Durban – The police have been accused of dragging their feet in the investigation of an 11-month-old girl who was allegedly raped.
The infant, who was in the care of a child minder while her mother was at work, was alleged to have been raped in late September.
The father of the infant claimed that the suspect had presented himself to the Plessislaer police station in Pietermaritzburg for DNA testing, but was yet to be arrested.
“It took almost 20 days to collect statements from the child minder’s daughters and the male relative who were left with the child. And it took seven days to get a case number, yet we reported the incident the day after it happened.
“The police were reckless not to arrest the man when he went to the station. The police have failed us while our child’s innocence has been taken and she will be damaged forever,” said the father.
On September 28, the mother had gone to pick up the infant from the minder’s home and found her baby crying and her eyes were red.
According to the father, the child minder was not at home but her two daughters and a man were there.
“When my wife took our baby to give her a bath and took off her nappy, she found blood and semen on the nappy. She and her mother then took the baby to Edendale hospital and the doctor confirmed that our baby was raped,” said the father.
The child minder, who asked not to be named, said she has been caring for children for 15 years and this was the first time such an allegation had been made. “I was not there to see what happened. My daughters were looking after the child and the man came to see one of them. I pray that the truth will come out and whoever hurt the child be arrested.”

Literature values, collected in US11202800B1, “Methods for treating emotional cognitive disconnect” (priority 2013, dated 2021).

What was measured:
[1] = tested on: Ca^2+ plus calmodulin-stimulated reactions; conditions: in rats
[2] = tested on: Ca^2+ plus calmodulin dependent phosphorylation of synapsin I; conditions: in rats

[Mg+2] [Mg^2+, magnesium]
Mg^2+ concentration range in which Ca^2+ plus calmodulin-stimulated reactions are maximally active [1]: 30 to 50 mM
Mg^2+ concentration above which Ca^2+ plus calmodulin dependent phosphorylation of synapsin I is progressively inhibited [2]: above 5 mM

The parents of the infant were being assisted by the DA.
Sharon Hoosen, KwaZulu-Natal DA spokesperson on community safety and liaison said she, the provincial leader, Zwakele Mncwango, and the family went to the police station last week.
“After meeting the investigating officer we did not feel that much effort was put into the investigation to ensure that all leads were investigated.
“We will be arranging a meeting with the provincial commissioner of SAPS in the hope of ensuring that this family receives justice,” said Hoosen.
“We have identified that the officers are not fully trained to deal with emotionally abused victims and/or parents. More consideration must be given to ensure that there are more female investigating officers to deal with victims of abuse.
“If the above can be addressed, we would find more criminals behind bars than on our streets,” Hoosen added.
However, Brigadier Jay Naicker, SAPS provincial spokesperson, said they were informed that the investigating officer was in regular contact with the complainant.
“The provincial head of the FCS Unit is working closely with the investigating officer and to allow for the necessary processes to be followed during all stages of the investigation until the case is ready to be successfully prosecuted”, said Naicker.
Nozibusiso Nyawose, a clinical psychologist, said the difficulty with the trauma of rape comes with psychological effects which cannot be dealt with immediately and require intensive therapeutic intervention.
“The innocence of the child was taken,” she said.
“Usually when an infant is raped, they have been conditioned slowly into penetration. The mentality of the child changes significantly in that they feel different to other children.
“The child feels violated and damaged and this contributes to anger and behavioural changes,” Nyawose said.